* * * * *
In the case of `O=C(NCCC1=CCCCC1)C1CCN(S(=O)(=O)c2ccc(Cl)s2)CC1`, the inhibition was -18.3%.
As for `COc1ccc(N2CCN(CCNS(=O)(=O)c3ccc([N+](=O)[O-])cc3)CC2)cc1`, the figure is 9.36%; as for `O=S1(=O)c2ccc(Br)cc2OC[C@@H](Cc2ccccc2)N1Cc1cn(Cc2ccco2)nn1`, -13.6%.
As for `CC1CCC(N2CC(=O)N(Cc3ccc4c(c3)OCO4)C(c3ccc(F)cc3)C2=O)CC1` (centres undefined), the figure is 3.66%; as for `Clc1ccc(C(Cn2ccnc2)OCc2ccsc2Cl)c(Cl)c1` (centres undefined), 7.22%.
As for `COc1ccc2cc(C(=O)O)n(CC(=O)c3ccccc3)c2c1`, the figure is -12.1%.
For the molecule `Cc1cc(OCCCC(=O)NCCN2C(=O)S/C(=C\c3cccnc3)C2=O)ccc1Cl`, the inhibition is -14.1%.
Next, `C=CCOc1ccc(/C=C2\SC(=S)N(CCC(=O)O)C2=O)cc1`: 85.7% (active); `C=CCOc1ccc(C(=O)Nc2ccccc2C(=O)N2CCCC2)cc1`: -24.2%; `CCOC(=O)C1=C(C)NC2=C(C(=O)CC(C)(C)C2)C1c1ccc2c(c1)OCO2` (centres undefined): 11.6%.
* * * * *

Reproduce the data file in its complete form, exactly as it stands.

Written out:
In the case of `O=C(NCCC1=CCCCC1)C1CCN(S(=O)(=O)c2ccc(Cl)s2)CC1`, the inhibition was -18.3%.
As for `COc1ccc(N2CCN(CCNS(=O)(=O)c3ccc([N+](=O)[O-])cc3)CC2)cc1`, the figure is 9.36%; as for `O=S1(=O)c2ccc(Br)cc2OC[C@@H](Cc2ccccc2)N1Cc1cn(Cc2ccco2)nn1`, -13.6%.
As for `CC1CCC(N2CC(=O)N(Cc3ccc4c(c3)OCO4)C(c3ccc(F)cc3)C2=O)CC1` (centres undefined), the figure is 3.66%; as for `Clc1ccc(C(Cn2ccnc2)OCc2ccsc2Cl)c(Cl)c1` (centres undefined), 7.22%.
As for `COc1ccc2cc(C(=O)O)n(CC(=O)c3ccccc3)c2c1`, the figure is -12.1%.
For the molecule `Cc1cc(OCCCC(=O)NCCN2C(=O)S/C(=C\c3cccnc3)C2=O)ccc1Cl`, the inhibition is -14.1%.
Next, `C=CCOc1ccc(/C=C2\SC(=S)N(CCC(=O)O)C2=O)cc1`: 85.7% (active); `C=CCOc1ccc(C(=O)Nc2ccccc2C(=O)N2CCCC2)cc1`: -24.2%; `CCOC(=O)C1=C(C)NC2=C(C(=O)CC(C)(C)C2)C1c1ccc2c(c1)OCO2` (centres undefined): 11.6%.